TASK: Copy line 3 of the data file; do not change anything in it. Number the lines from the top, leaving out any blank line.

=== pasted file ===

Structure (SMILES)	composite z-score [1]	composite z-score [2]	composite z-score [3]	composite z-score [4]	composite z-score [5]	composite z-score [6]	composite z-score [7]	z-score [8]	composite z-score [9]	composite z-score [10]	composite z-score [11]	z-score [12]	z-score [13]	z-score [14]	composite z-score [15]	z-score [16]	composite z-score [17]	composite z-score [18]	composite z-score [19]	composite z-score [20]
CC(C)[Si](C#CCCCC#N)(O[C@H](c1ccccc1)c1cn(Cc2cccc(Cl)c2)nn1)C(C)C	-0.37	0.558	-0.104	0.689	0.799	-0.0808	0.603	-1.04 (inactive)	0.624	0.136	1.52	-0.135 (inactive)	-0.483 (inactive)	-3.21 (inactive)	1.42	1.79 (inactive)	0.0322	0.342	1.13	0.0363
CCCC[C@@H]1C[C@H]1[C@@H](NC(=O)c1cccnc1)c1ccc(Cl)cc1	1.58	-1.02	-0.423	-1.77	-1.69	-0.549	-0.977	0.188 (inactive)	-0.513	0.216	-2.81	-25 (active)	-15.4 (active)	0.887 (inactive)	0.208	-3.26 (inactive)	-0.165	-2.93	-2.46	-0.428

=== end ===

CCCC[C@@H]1C[C@H]1[C@@H](NC(=O)c1cccnc1)c1ccc(Cl)cc1	1.58	-1.02	-0.423	-1.77	-1.69	-0.549	-0.977	0.188 (inactive)	-0.513	0.216	-2.81	-25 (active)	-15.4 (active)	0.887 (inactive)	0.208	-3.26 (inactive)	-0.165	-2.93	-2.46	-0.428